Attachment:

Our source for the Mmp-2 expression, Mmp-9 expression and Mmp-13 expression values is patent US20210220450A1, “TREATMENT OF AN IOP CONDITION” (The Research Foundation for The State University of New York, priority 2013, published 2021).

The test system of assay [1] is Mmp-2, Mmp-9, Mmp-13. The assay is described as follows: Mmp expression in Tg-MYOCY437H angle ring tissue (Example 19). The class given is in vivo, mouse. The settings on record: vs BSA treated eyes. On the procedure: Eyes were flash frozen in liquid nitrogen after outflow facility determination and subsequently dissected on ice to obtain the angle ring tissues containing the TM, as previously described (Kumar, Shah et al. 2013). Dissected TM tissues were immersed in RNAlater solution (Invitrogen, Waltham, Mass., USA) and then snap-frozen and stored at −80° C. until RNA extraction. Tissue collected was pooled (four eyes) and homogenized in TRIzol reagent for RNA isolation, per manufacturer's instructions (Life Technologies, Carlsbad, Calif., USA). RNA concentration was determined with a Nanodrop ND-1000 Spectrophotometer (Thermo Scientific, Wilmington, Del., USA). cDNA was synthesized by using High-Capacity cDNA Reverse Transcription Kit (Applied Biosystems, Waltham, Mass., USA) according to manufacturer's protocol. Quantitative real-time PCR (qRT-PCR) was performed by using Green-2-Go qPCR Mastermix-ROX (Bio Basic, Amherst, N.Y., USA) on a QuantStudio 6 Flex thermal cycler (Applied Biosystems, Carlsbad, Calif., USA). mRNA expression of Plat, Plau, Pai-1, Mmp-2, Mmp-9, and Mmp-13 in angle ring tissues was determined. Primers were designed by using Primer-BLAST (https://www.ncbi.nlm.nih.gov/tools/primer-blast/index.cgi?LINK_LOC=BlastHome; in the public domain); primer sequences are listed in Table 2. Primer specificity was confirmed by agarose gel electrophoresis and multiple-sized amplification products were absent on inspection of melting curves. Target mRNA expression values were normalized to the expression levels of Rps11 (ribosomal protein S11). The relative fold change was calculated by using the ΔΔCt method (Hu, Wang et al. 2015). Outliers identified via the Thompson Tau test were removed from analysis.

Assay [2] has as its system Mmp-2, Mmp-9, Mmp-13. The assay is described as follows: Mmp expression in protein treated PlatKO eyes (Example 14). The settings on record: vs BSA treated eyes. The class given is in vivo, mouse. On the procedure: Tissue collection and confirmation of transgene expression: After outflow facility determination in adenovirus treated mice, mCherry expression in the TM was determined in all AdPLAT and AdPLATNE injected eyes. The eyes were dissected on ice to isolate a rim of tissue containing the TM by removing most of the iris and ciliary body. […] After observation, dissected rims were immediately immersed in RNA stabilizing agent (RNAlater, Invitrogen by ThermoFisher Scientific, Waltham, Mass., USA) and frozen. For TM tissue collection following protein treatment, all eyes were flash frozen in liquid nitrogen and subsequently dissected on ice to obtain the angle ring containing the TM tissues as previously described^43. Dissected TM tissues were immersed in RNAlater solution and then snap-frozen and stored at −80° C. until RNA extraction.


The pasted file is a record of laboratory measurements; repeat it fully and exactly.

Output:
Our source for the Mmp-2 expression, Mmp-9 expression and Mmp-13 expression values is patent US20210220450A1, “TREATMENT OF AN IOP CONDITION” (The Research Foundation for The State University of New York, priority 2013, published 2021).

The test system of assay [1] is Mmp-2, Mmp-9, Mmp-13. The assay is described as follows: Mmp expression in Tg-MYOCY437H angle ring tissue (Example 19). The class given is in vivo, mouse. The settings on record: vs BSA treated eyes. On the procedure: Eyes were flash frozen in liquid nitrogen after outflow facility determination and subsequently dissected on ice to obtain the angle ring tissues containing the TM, as previously described (Kumar, Shah et al. 2013). Dissected TM tissues were immersed in RNAlater solution (Invitrogen, Waltham, Mass., USA) and then snap-frozen and stored at −80° C. until RNA extraction. Tissue collected was pooled (four eyes) and homogenized in TRIzol reagent for RNA isolation, per manufacturer's instructions (Life Technologies, Carlsbad, Calif., USA). RNA concentration was determined with a Nanodrop ND-1000 Spectrophotometer (Thermo Scientific, Wilmington, Del., USA). cDNA was synthesized by using High-Capacity cDNA Reverse Transcription Kit (Applied Biosystems, Waltham, Mass., USA) according to manufacturer's protocol. Quantitative real-time PCR (qRT-PCR) was performed by using Green-2-Go qPCR Mastermix-ROX (Bio Basic, Amherst, N.Y., USA) on a QuantStudio 6 Flex thermal cycler (Applied Biosystems, Carlsbad, Calif., USA). mRNA expression of Plat, Plau, Pai-1, Mmp-2, Mmp-9, and Mmp-13 in angle ring tissues was determined. Primers were designed by using Primer-BLAST (https://www.ncbi.nlm.nih.gov/tools/primer-blast/index.cgi?LINK_LOC=BlastHome; in the public domain); primer sequences are listed in Table 2. Primer specificity was confirmed by agarose gel electrophoresis and multiple-sized amplification products were absent on inspection of melting curves. Target mRNA expression values were normalized to the expression levels of Rps11 (ribosomal protein S11). The relative fold change was calculated by using the ΔΔCt method (Hu, Wang et al. 2015). Outliers identified via the Thompson Tau test were removed from analysis.

Assay [2] has as its system Mmp-2, Mmp-9, Mmp-13. The assay is described as follows: Mmp expression in protein treated PlatKO eyes (Example 14). The settings on record: vs BSA treated eyes. The class given is in vivo, mouse. On the procedure: Tissue collection and confirmation of transgene expression: After outflow facility determination in adenovirus treated mice, mCherry expression in the TM was determined in all AdPLAT and AdPLATNE injected eyes. The eyes were dissected on ice to isolate a rim of tissue containing the TM by removing most of the iris and ciliary body. […] After observation, dissected rims were immediately immersed in RNA stabilizing agent (RNAlater, Invitrogen by ThermoFisher Scientific, Waltham, Mass., USA) and frozen. For TM tissue collection following protein treatment, all eyes were flash frozen in liquid nitrogen and subsequently dissected on ice to obtain the angle ring containing the TM tissues as previously described^43. Dissected TM tissues were immersed in RNAlater solution and then snap-frozen and stored at −80° C. until RNA extraction.